Diversity of wild edible plants in the Mandal-Chopta forest, Uttarakhand
Reenu Agarwal and Veena Chandra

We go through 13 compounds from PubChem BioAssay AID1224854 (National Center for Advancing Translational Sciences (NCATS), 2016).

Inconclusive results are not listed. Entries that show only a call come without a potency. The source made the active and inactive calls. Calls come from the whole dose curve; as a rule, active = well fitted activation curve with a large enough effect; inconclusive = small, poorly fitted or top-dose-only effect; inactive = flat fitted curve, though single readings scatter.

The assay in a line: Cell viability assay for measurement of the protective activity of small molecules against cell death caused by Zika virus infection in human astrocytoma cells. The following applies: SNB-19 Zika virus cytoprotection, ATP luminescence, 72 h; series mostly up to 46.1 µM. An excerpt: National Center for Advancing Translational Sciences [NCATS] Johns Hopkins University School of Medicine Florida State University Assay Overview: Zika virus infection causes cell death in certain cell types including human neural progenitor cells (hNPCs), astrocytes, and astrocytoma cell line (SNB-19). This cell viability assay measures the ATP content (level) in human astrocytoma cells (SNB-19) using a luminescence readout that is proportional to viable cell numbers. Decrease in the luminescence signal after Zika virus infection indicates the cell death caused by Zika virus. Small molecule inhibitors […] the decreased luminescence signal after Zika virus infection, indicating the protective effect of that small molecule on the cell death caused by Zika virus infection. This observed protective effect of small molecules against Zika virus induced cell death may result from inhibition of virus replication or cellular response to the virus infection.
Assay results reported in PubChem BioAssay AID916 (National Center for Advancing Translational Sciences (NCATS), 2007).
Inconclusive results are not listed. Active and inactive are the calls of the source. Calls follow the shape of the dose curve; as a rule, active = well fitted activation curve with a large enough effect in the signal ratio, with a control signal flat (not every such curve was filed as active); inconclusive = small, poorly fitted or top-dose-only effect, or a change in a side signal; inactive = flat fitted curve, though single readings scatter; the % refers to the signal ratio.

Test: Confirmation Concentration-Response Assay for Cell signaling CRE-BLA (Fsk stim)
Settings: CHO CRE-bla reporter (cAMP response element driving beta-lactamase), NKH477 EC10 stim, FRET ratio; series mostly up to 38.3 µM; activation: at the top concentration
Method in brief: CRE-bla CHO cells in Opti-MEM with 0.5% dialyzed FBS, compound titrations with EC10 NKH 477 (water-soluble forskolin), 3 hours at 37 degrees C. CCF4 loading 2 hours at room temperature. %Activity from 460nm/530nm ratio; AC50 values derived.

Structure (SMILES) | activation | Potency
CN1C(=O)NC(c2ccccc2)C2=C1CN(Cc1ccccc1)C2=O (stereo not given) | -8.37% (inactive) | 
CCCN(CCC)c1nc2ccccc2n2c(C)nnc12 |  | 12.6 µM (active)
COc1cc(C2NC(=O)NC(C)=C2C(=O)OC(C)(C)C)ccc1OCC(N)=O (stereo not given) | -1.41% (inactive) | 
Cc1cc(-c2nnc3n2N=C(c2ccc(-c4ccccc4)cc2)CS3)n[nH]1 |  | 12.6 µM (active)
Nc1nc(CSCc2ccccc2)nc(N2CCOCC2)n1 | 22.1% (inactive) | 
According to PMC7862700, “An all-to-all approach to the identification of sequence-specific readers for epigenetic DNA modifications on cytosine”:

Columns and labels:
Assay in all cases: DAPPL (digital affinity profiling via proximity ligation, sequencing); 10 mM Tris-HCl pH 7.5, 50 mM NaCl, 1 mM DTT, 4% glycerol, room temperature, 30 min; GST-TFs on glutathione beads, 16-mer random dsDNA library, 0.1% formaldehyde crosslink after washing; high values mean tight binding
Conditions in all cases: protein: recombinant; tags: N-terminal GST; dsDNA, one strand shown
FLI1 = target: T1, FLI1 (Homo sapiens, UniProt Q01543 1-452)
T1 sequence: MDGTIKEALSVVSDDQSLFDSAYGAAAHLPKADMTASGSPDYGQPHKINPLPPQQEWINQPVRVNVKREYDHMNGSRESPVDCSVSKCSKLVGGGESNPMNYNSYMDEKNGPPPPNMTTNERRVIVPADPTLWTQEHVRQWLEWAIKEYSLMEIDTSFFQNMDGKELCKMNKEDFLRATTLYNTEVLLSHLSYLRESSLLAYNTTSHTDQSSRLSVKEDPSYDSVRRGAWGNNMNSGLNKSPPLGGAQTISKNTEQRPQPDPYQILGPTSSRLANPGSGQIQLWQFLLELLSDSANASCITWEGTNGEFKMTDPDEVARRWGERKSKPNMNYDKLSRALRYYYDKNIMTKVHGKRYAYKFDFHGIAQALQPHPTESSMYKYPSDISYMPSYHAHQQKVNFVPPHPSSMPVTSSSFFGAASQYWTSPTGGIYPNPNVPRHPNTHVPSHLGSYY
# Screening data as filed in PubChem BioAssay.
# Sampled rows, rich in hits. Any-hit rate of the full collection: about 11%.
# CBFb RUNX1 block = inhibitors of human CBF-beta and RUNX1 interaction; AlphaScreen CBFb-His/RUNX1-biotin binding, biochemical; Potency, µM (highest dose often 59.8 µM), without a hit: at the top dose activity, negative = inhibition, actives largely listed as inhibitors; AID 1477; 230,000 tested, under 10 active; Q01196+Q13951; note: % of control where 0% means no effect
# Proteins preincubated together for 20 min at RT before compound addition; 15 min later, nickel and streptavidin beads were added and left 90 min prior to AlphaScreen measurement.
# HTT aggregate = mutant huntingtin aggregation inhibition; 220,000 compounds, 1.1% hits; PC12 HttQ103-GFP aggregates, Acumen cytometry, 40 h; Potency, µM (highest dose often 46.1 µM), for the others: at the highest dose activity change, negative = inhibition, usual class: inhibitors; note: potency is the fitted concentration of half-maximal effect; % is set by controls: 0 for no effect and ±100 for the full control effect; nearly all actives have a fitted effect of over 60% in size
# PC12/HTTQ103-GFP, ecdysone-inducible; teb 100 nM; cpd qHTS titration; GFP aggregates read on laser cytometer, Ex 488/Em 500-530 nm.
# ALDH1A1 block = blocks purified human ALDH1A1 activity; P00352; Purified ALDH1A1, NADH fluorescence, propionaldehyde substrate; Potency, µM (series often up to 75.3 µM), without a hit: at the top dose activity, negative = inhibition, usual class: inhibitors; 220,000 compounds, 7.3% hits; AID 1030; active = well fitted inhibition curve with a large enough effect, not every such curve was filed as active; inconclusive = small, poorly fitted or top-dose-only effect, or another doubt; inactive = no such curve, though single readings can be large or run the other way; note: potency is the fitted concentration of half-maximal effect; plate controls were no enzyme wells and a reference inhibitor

Wild edible plants (WEP) provide staple and supplement foods, as well as cash income to local communities, thus favouring food security. However, WEP are largely ignored in land use planning and implementation, economic development, and biodiversity conservation. Moreover, WEP-related traditional knowledge is rapidly eroding. The information was collected through focus group discussions and key informant interviews. The methods employed in the study were designed with the purpose of providing baseline information on the use of plant species in local system through village surveys and field visits to various areas in the villages of Chamoli district falling under the boundaries of Mandal-Chopta Forest in Garhwal Himalayas, Uttarakhand. The diversity of wild edible plants being use by the local inhabitants is 64 species belonging to 47 genera and 36 families. Most of the species were used as fruits (30 species) followed by as leafy vegetables (20). Almost half of the species (51%) were also used for purposes other than food. From the species with market value (28% of the total). Further studies revealed that WEP are threatened mostly by habitat destruction, land-use change and over-harvesting. Some of these plants are crop wild relatives and could thus be used for crop improvement.